Unformatted text preview: choice v 1 = x 1 2 ≥ v 2 = x 2 2 ≥ v 3 = x 3 3 ≥ v 4 = x 4 4 ≥ 1 1 1 1 2 1 1 1 3 1 1 1 4 1 1 1 Table 1: All possible choices of three investments. 11, and has 11 + 3 1 3 1 = 13 2 = 78 possible solutions. Investment choice number two requires the equation v 1 + v 3 + v 4 = 20 2 3 4 = 11, and again has 11 + 3 1 3 1 = 13 2 = 78 possible solutions. Investment choice number three requires the equation v 1 + v 2 + v 4 = 20 2 2 4 = 12, and has 12 + 3 1 3 1 = 14 2 = 91 possible solutions. Finally, investment choice number four requires the equation v 1 + v 2 + v 3 = 20 2 2 3 = 13, and has 13 + 3 1 3 1 = 15 2 = 105 possible solutions. Of course we could also invest in all four opportunities which has the same number of possibilities as in part (a) or 220. Then in total since we can do any of these choices we have 220 + 105 + 91 + 78 + 78 = 572 choices. Chapter 1: Theoretical Exercises Problem 1 (the generalized counting principle) This can be proved by recursively applying the basic principle of counting.This can be proved by recursively applying the basic principle of counting....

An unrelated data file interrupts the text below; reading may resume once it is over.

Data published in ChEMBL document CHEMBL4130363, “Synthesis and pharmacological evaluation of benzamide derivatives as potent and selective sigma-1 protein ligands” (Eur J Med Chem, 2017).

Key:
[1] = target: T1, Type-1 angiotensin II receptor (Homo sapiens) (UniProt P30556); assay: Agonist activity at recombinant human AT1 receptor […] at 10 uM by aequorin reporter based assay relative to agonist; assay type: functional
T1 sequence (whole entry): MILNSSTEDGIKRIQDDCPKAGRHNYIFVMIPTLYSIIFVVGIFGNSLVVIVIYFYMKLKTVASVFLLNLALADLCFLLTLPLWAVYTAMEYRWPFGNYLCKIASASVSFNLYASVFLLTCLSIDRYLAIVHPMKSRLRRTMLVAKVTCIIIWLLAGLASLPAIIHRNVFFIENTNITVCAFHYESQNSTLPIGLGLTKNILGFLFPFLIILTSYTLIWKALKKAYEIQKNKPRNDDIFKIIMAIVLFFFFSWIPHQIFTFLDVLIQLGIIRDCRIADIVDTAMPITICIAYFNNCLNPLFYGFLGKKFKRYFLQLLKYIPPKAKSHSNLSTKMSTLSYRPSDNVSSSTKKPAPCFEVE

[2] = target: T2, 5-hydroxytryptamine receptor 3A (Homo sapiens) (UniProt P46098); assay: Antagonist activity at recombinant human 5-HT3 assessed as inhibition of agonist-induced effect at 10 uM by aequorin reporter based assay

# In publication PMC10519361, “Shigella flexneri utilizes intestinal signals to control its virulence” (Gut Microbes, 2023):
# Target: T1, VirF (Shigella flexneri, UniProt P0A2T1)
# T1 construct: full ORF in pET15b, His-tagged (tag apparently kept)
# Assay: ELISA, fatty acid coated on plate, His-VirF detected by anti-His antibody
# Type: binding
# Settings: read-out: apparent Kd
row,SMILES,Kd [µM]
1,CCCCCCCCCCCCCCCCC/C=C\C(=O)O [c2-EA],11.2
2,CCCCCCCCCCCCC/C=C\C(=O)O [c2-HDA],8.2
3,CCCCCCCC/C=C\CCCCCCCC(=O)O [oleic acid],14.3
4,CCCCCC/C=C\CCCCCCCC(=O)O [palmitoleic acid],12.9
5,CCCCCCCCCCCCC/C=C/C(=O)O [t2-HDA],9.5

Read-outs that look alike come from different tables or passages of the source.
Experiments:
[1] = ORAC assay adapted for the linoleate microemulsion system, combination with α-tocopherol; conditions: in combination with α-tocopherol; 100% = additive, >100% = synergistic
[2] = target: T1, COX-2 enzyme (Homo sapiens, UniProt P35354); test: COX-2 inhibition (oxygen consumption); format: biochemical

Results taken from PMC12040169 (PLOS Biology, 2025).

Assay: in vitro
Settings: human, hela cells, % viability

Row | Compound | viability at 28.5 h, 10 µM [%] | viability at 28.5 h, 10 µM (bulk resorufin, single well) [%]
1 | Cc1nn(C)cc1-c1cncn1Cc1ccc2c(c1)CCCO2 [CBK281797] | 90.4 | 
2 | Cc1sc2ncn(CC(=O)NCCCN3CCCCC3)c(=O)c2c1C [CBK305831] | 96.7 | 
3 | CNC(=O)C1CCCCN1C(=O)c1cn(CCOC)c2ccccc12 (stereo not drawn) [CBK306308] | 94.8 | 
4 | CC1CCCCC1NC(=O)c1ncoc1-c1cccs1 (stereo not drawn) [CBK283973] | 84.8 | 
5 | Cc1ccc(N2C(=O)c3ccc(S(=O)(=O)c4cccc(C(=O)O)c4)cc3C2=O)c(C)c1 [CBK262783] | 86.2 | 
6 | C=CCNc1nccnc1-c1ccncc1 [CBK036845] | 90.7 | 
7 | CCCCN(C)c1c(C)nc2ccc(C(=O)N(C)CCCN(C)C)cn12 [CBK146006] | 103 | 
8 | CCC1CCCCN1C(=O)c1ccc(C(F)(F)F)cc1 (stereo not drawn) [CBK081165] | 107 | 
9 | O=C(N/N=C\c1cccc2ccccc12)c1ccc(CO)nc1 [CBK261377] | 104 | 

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This note was uploaded on 02/25/2011 for the course STAT 418 taught by Professor G.jogeshbabu during the Winter '08 term at Penn State.
 Winter '08
 G.JOGESHBABU
 Probability

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